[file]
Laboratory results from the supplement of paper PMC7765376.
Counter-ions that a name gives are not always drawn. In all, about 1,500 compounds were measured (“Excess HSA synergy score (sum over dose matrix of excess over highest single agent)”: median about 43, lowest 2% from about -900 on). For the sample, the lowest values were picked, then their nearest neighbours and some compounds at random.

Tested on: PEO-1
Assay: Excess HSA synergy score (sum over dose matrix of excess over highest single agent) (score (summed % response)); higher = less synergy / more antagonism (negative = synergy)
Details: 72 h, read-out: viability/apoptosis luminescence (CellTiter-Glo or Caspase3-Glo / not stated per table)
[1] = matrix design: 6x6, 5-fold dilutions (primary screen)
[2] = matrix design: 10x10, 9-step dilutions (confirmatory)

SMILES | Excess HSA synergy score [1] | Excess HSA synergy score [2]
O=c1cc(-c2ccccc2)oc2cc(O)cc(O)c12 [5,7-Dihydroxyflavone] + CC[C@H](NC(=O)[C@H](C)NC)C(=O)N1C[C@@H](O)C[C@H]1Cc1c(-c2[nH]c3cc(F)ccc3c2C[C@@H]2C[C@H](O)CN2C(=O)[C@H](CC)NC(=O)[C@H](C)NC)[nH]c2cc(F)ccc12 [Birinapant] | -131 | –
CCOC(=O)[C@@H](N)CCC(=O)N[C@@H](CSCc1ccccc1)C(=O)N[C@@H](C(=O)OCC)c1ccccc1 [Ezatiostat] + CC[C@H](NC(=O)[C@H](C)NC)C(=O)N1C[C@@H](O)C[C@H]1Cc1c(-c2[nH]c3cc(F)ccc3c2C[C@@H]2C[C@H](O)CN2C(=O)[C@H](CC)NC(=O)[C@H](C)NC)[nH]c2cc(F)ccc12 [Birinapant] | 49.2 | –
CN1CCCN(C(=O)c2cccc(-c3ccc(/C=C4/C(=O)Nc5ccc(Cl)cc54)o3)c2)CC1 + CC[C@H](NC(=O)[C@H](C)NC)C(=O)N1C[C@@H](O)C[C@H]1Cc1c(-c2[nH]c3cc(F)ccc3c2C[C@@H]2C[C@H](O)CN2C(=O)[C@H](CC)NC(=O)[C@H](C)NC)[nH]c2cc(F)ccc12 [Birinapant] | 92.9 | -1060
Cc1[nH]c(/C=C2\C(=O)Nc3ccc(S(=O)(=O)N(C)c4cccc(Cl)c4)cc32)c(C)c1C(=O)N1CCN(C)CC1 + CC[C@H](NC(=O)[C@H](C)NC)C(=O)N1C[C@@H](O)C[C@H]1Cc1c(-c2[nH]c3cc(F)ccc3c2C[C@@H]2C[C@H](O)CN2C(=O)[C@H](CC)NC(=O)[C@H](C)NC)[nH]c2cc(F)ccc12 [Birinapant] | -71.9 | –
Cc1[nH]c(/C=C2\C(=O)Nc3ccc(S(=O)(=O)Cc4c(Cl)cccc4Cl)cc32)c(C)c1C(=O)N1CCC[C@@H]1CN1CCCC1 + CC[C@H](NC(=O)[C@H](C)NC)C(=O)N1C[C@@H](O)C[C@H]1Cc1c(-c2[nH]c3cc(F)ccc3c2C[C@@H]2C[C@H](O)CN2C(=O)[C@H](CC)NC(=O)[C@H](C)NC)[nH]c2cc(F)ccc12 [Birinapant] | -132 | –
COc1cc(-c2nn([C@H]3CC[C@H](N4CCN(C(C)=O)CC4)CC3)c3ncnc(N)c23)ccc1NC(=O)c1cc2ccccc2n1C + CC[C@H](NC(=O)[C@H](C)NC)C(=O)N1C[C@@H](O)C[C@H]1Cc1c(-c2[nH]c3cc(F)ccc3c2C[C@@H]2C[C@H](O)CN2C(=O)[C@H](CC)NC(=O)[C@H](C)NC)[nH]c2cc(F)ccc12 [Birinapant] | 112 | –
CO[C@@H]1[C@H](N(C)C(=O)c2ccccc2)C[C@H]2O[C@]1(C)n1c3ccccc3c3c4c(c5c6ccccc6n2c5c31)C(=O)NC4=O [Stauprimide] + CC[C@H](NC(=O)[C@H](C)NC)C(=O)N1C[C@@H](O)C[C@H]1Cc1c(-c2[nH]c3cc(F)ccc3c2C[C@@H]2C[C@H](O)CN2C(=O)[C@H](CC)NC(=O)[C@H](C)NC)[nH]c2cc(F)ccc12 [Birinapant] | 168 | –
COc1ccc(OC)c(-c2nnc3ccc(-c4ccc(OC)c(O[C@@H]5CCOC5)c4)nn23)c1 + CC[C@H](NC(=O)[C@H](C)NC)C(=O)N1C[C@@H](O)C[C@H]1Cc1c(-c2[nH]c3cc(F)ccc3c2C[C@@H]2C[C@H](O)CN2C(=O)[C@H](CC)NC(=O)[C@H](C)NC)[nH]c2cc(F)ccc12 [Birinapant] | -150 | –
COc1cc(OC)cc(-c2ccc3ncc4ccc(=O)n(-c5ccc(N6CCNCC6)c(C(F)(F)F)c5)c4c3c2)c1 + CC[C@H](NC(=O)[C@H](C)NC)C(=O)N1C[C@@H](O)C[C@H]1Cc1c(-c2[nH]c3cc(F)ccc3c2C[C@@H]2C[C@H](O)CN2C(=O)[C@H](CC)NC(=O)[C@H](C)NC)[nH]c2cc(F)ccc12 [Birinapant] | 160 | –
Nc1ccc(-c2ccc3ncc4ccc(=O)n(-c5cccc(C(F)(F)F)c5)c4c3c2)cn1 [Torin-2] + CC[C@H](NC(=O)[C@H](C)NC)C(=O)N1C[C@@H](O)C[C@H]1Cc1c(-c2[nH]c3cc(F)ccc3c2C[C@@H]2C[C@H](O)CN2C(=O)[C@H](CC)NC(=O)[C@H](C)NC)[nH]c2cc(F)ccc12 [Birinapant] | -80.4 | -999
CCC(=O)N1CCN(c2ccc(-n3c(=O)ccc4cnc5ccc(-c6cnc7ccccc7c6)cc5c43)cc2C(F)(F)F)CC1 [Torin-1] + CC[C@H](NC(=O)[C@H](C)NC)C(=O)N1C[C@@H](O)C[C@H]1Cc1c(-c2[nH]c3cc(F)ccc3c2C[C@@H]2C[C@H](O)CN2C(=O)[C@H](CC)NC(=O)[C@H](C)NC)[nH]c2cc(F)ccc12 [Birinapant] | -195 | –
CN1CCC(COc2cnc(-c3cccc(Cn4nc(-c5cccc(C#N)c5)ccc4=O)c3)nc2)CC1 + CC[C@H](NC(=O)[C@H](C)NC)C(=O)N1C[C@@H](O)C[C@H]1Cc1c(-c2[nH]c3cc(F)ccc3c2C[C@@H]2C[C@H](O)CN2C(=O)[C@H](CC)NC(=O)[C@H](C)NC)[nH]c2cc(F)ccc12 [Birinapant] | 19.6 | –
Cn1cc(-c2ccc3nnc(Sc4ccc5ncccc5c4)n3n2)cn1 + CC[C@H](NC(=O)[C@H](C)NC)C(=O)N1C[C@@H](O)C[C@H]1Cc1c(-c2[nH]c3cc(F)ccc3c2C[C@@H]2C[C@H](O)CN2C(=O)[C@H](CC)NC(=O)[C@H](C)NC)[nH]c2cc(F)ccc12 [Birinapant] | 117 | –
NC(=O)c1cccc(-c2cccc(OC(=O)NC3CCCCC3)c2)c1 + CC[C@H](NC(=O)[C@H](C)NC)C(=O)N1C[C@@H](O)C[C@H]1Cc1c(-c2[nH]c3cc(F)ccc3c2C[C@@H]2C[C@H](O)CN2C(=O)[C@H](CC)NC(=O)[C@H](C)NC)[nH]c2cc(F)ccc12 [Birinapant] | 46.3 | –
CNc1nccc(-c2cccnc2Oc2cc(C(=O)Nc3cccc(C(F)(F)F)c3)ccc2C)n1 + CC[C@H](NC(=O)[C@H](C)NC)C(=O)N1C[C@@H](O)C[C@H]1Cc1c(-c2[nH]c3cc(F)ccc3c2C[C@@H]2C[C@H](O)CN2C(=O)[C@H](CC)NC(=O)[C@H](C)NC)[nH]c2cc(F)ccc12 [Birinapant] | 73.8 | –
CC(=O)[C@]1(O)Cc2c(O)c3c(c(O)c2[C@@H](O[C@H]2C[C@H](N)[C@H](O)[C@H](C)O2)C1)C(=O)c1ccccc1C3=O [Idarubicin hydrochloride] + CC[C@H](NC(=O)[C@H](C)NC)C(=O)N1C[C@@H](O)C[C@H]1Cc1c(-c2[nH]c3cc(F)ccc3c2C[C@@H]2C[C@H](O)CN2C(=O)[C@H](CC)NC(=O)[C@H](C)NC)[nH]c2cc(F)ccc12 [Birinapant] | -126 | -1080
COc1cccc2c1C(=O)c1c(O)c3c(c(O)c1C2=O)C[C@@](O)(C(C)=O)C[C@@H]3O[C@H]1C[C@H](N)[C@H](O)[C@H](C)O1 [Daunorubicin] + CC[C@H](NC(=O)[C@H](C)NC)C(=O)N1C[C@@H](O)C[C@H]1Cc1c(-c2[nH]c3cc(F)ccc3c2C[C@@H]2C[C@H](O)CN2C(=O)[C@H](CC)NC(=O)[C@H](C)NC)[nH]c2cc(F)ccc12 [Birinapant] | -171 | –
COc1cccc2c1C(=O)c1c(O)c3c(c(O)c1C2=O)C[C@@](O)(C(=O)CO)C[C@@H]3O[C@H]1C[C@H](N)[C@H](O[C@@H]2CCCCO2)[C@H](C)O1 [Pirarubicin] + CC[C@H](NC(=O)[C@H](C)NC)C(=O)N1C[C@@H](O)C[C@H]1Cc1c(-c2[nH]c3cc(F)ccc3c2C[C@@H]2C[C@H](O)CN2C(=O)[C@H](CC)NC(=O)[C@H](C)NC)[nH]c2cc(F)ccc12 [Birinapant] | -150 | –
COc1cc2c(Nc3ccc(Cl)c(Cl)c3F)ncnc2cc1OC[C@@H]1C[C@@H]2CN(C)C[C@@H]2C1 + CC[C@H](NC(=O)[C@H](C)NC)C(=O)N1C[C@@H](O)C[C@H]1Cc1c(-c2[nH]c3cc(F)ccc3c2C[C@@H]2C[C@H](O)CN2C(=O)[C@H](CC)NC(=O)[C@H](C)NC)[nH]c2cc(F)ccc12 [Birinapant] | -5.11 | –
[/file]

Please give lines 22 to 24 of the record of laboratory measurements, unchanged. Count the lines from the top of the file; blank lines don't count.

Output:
NC(=O)c1cccc(-c2cccc(OC(=O)NC3CCCCC3)c2)c1 + CC[C@H](NC(=O)[C@H](C)NC)C(=O)N1C[C@@H](O)C[C@H]1Cc1c(-c2[nH]c3cc(F)ccc3c2C[C@@H]2C[C@H](O)CN2C(=O)[C@H](CC)NC(=O)[C@H](C)NC)[nH]c2cc(F)ccc12 [Birinapant] | 46.3 | –
CNc1nccc(-c2cccnc2Oc2cc(C(=O)Nc3cccc(C(F)(F)F)c3)ccc2C)n1 + CC[C@H](NC(=O)[C@H](C)NC)C(=O)N1C[C@@H](O)C[C@H]1Cc1c(-c2[nH]c3cc(F)ccc3c2C[C@@H]2C[C@H](O)CN2C(=O)[C@H](CC)NC(=O)[C@H](C)NC)[nH]c2cc(F)ccc12 [Birinapant] | 73.8 | –
CC(=O)[C@]1(O)Cc2c(O)c3c(c(O)c2[C@@H](O[C@H]2C[C@H](N)[C@H](O)[C@H](C)O2)C1)C(=O)c1ccccc1C3=O [Idarubicin hydrochloride] + CC[C@H](NC(=O)[C@H](C)NC)C(=O)N1C[C@@H](O)C[C@H]1Cc1c(-c2[nH]c3cc(F)ccc3c2C[C@@H]2C[C@H](O)CN2C(=O)[C@H](CC)NC(=O)[C@H](C)NC)[nH]c2cc(F)ccc12 [Birinapant] | -126 | -1080